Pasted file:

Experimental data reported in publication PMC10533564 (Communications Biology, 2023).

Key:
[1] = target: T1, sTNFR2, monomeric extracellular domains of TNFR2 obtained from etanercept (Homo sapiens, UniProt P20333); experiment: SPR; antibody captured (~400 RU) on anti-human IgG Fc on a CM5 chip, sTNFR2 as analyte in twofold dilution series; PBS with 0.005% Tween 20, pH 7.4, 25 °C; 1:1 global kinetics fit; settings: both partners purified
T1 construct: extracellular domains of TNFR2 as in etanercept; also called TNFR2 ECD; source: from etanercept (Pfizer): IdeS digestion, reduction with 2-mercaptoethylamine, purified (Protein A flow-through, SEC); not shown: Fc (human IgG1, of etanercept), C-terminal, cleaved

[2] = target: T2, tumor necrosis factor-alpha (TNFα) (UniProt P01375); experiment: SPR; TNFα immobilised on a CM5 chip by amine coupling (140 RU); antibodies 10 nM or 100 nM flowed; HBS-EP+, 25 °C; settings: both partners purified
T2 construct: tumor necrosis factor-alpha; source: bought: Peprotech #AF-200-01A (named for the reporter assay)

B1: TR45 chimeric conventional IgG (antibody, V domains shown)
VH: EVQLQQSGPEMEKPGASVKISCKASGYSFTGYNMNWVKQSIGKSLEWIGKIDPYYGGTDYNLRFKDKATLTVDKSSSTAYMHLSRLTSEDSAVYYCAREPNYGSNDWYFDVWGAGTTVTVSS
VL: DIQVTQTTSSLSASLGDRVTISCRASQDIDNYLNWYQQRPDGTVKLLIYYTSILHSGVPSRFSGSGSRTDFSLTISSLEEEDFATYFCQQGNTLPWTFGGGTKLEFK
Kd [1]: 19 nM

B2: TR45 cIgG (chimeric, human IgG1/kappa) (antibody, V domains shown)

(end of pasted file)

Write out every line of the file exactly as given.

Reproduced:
Experimental data reported in publication PMC10533564 (Communications Biology, 2023).

Key:
[1] = target: T1, sTNFR2, monomeric extracellular domains of TNFR2 obtained from etanercept (Homo sapiens, UniProt P20333); experiment: SPR; antibody captured (~400 RU) on anti-human IgG Fc on a CM5 chip, sTNFR2 as analyte in twofold dilution series; PBS with 0.005% Tween 20, pH 7.4, 25 °C; 1:1 global kinetics fit; settings: both partners purified
T1 construct: extracellular domains of TNFR2 as in etanercept; also called TNFR2 ECD; source: from etanercept (Pfizer): IdeS digestion, reduction with 2-mercaptoethylamine, purified (Protein A flow-through, SEC); not shown: Fc (human IgG1, of etanercept), C-terminal, cleaved

[2] = target: T2, tumor necrosis factor-alpha (TNFα) (UniProt P01375); experiment: SPR; TNFα immobilised on a CM5 chip by amine coupling (140 RU); antibodies 10 nM or 100 nM flowed; HBS-EP+, 25 °C; settings: both partners purified
T2 construct: tumor necrosis factor-alpha; source: bought: Peprotech #AF-200-01A (named for the reporter assay)

B1: TR45 chimeric conventional IgG (antibody, V domains shown)
VH: EVQLQQSGPEMEKPGASVKISCKASGYSFTGYNMNWVKQSIGKSLEWIGKIDPYYGGTDYNLRFKDKATLTVDKSSSTAYMHLSRLTSEDSAVYYCAREPNYGSNDWYFDVWGAGTTVTVSS
VL: DIQVTQTTSSLSASLGDRVTISCRASQDIDNYLNWYQQRPDGTVKLLIYYTSILHSGVPSRFSGSGSRTDFSLTISSLEEEDFATYFCQQGNTLPWTFGGGTKLEFK
Kd [1]: 19 nM

B2: TR45 cIgG (chimeric, human IgG1/kappa) (antibody, V domains shown)